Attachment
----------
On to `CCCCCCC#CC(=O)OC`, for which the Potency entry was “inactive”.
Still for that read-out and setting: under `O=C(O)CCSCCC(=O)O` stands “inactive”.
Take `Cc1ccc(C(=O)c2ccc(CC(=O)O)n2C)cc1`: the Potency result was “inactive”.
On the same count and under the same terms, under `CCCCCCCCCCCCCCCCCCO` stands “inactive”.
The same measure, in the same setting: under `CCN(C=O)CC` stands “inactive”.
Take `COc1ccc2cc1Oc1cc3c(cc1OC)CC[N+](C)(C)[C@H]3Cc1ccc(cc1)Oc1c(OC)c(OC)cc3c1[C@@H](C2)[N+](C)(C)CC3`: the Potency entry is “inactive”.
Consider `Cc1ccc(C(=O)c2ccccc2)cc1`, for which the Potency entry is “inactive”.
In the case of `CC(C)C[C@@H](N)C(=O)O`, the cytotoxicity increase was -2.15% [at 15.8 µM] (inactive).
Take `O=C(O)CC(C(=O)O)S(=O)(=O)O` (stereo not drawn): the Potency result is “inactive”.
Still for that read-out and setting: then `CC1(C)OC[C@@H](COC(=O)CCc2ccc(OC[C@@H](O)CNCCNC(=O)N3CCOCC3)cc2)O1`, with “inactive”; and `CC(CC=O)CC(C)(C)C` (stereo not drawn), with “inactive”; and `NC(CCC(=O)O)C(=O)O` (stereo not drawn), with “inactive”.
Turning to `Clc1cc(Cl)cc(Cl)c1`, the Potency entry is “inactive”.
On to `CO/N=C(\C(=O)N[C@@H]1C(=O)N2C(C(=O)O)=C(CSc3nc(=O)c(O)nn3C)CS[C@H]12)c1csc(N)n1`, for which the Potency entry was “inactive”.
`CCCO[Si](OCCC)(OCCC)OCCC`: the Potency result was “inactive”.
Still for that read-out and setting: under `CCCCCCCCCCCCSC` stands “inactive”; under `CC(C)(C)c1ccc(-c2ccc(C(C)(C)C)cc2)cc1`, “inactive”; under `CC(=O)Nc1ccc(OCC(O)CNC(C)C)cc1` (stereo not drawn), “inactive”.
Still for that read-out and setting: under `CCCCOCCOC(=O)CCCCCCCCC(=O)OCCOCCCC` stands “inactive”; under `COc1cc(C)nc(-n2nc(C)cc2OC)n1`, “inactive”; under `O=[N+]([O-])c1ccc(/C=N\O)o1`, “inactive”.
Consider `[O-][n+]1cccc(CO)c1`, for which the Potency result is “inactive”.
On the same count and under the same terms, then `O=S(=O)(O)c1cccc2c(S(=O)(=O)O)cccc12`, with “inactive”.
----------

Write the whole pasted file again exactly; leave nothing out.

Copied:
On to `CCCCCCC#CC(=O)OC`, for which the Potency entry was “inactive”.
Still for that read-out and setting: under `O=C(O)CCSCCC(=O)O` stands “inactive”.
Take `Cc1ccc(C(=O)c2ccc(CC(=O)O)n2C)cc1`: the Potency result was “inactive”.
On the same count and under the same terms, under `CCCCCCCCCCCCCCCCCCO` stands “inactive”.
The same measure, in the same setting: under `CCN(C=O)CC` stands “inactive”.
Take `COc1ccc2cc1Oc1cc3c(cc1OC)CC[N+](C)(C)[C@H]3Cc1ccc(cc1)Oc1c(OC)c(OC)cc3c1[C@@H](C2)[N+](C)(C)CC3`: the Potency entry is “inactive”.
Consider `Cc1ccc(C(=O)c2ccccc2)cc1`, for which the Potency entry is “inactive”.
In the case of `CC(C)C[C@@H](N)C(=O)O`, the cytotoxicity increase was -2.15% [at 15.8 µM] (inactive).
Take `O=C(O)CC(C(=O)O)S(=O)(=O)O` (stereo not drawn): the Potency result is “inactive”.
Still for that read-out and setting: then `CC1(C)OC[C@@H](COC(=O)CCc2ccc(OC[C@@H](O)CNCCNC(=O)N3CCOCC3)cc2)O1`, with “inactive”; and `CC(CC=O)CC(C)(C)C` (stereo not drawn), with “inactive”; and `NC(CCC(=O)O)C(=O)O` (stereo not drawn), with “inactive”.
Turning to `Clc1cc(Cl)cc(Cl)c1`, the Potency entry is “inactive”.
On to `CO/N=C(\C(=O)N[C@@H]1C(=O)N2C(C(=O)O)=C(CSc3nc(=O)c(O)nn3C)CS[C@H]12)c1csc(N)n1`, for which the Potency entry was “inactive”.
`CCCO[Si](OCCC)(OCCC)OCCC`: the Potency result was “inactive”.
Still for that read-out and setting: under `CCCCCCCCCCCCSC` stands “inactive”; under `CC(C)(C)c1ccc(-c2ccc(C(C)(C)C)cc2)cc1`, “inactive”; under `CC(=O)Nc1ccc(OCC(O)CNC(C)C)cc1` (stereo not drawn), “inactive”.
Still for that read-out and setting: under `CCCCOCCOC(=O)CCCCCCCCC(=O)OCCOCCCC` stands “inactive”; under `COc1cc(C)nc(-n2nc(C)cc2OC)n1`, “inactive”; under `O=[N+]([O-])c1ccc(/C=N\O)o1`, “inactive”.
Consider `[O-][n+]1cccc(CO)c1`, for which the Potency result is “inactive”.
On the same count and under the same terms, then `O=S(=O)(O)c1cccc2c(S(=O)(=O)O)cccc12`, with “inactive”.